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Routing Overview. Routing versus Forwarding. Forwarding is the process of sending a packet on its way. Routing is the process of deciding in which direction to send traffic. Forward!. Which way?. Which way?. packet. Which way?. Improving on the Spanning Tree.

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routing versus forwarding
Routing versus Forwarding
  • Forwarding is the process of sending a packet on its way
  • Routing is the process of deciding in which direction to send traffic

Forward!

Which way?

Which way?

packet

Which way?

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improving on the spanning tree
Improving on the Spanning Tree
  • Spanning tree provides basic connectivity
    • e.g., some path BC
  • Routing uses all links to find “best” paths
    • e.g., use BC, BE, and CE

Unused

B

B

A

A

C

C

D

D

E

E

F

F

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goals of routing algorithms
Goals of Routing Algorithms
  • We want several properties of any routing scheme:

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rules of routing algorithms
Rules of Routing Algorithms
  • Decentralized, distributed setting
    • All nodes are alike; no controller
    • Nodes only know what they learn by exchanging messages with neighbors
    • Nodes operate concurrently
    • May be node/link/message failures

Who’s there?

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delivery models
Delivery Models
  • Different routing used for different delivery models

Unicast

(§5.2)

Multicast

(§5.2.8)

Broadcast

(§5.2.7)

Anycast

(§5.2.9)

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slide7
Shortest Path Routing

(§5.2.1-5.2.2)

topic
Topic

F

  • Defining “best” paths with link costs
    • These are shortest path routes

E

G

D

A

B

H

C

Best?

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what are best p aths anyhow
What are “Best” paths anyhow?

F

  • Many possibilities:
    • Latency, avoid circuitous paths
    • Bandwidth, avoid slow links
    • Money, avoid expensive links
    • Hops, to reduce switching
  • But only consider topology
    • Ignore workload, e.g., hotspots

E

G

D

A

B

H

C

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shortest paths
Shortest Paths

We’ll approximate “best” by a cost function that captures the factors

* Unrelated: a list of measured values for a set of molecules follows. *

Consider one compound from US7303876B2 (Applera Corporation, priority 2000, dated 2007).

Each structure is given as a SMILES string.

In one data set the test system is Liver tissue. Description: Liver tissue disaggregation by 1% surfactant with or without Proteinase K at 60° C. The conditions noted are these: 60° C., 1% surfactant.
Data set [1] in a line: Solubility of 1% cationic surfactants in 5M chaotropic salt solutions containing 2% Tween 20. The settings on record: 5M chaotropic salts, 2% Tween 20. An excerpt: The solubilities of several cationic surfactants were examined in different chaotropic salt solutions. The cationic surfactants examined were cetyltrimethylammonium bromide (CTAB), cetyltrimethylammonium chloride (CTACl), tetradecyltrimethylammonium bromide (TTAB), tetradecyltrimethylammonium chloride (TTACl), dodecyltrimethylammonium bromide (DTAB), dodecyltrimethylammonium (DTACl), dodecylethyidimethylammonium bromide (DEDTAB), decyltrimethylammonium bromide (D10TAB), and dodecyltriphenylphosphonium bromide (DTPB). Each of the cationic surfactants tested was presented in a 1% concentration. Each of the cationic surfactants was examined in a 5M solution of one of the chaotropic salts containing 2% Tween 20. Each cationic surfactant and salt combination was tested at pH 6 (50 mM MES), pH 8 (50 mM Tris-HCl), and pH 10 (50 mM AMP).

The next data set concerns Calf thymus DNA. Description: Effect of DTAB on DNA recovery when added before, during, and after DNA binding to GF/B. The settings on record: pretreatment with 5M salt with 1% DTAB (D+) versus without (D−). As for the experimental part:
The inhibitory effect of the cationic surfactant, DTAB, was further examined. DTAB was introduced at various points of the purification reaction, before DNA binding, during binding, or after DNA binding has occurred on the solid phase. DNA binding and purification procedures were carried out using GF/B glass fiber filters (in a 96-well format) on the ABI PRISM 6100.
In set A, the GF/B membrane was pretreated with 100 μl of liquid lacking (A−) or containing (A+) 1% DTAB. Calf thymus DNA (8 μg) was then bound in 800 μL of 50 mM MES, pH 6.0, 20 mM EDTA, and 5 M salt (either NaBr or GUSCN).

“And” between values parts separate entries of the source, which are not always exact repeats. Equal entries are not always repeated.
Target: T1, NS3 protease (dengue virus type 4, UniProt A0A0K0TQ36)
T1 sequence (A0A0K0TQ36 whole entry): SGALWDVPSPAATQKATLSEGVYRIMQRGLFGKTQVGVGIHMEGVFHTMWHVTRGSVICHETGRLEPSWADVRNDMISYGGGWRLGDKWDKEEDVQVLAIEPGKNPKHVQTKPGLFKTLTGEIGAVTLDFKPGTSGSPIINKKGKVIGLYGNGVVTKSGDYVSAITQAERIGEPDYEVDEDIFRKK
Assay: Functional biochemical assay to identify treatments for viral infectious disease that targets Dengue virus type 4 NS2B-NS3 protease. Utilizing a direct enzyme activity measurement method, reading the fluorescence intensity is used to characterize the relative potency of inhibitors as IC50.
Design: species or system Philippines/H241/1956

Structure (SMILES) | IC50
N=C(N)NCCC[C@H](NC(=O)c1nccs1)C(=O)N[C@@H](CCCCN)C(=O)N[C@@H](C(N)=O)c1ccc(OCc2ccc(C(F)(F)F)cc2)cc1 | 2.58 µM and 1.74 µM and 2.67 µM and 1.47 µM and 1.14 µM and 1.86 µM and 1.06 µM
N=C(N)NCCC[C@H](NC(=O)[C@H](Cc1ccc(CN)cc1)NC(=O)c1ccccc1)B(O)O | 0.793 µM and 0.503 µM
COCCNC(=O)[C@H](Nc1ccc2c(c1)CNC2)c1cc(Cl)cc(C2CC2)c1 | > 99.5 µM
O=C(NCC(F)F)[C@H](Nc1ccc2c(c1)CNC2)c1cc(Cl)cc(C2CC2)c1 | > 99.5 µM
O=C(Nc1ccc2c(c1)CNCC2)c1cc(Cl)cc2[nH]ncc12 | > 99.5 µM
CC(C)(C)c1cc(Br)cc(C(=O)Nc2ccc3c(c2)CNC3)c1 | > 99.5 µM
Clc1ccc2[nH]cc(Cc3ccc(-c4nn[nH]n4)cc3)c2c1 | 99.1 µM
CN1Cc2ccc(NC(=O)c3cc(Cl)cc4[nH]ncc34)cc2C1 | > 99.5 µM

• Often call lowest “shortest”
  • Assign each link a cost (distance)
  • Define best path between each pair of nodes as the path that has the lowest total cost (or is shortest)
  • Pick randomly to any break ties

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shortest paths 2
Shortest Paths (2)

F

  • Find the shortest path A  E
  • All links are bidirectional, with equal costs in each direction
    • Can extend model to unequal costs if needed

2

4

E

G

3

10

3

2

D

4

1

A

B

4

2

2

H

C

3

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shortest paths 3
Shortest Paths (3)

F

  • ABCE is a shortest path
  • dist(ABCE) = 4 + 2 + 1 = 7
  • This is less than:
    • dist(ABE) = 8
    • dist(ABFE) = 9
    • dist(AE) = 10
    • dist(ABCDE) = 10

2

4

E

G

3

10

3

2

D

4

1

A

B

4

2

2

H

C

3

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shortest paths 4
Shortest Paths (4)

F

  • Optimality property:
    • Subpaths of shortest paths are also shortest paths
  • ABCE is a shortest path

So are ABC, AB, BCE, BC, CE

2

4

E

G

3

10

3

2

D

4

1

A

B

4

2

2

H

C

3

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sink trees
Sink Trees

F

  • Sink tree for a destination is the union of all shortest paths towards the destination
    • Similarly source tree

2

4

E

G

3

10

3

2

D

4

1

A

B

4

2

2

H

C

3

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sink trees 2
Sink Trees (2)

F

  • Implications:
    • Only need to use destination to follow shortest paths
    • Each node only need to send to the next hop
  • Forwarding table at a node
    • Lists next hop for each destination
    • Routing table may know more

2

4

E

G

3

10

3

2

D

4

1

A

B

4

2

2

H

C

3

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dijkstra s algorithm
Dijkstra’s Algorithm

Algorithm:

  • Mark all nodes tentative, set distances from source to 0 (zero) for source, and ∞ (infinity) for all other nodes
  • While tentative nodes remain:
    • Extract N, the one with lowest distance
    • Add link to N to the shortest path tree
    • Relax the distances of neighbors of N by lowering any better distance estimates

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dijkstra s algorithm 2
Dijkstra’s Algorithm (2)

F

  • Initialization

2

4

E

G

3

10

3

2

D

4

1

A

B

0

4

2

2

H

We’ll compute shortest paths to/from A

C

3

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dijkstra s algorithm 3
Dijkstra’s Algorithm (3)

F

  • Relax around A

2

4

E

G

3

10

10

3

2

D

4

1

A

B

0

4

4

2

2

H

C

3

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dijkstra s algorithm 4
Dijkstra’s Algorithm (4)

F

  • Relax around B

Distance fell!

7

2

4

E

G

3

7

8

10

3

2

D

4

1

A

B

0

4

4

2

2

H

C

3

6

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dijkstra s algorithm 5
Dijkstra’s Algorithm (5)

F

  • Relax around C

Distance fell

again!

7

2

4

E

G

3

7

7

10

3

2

D

4

8

1

A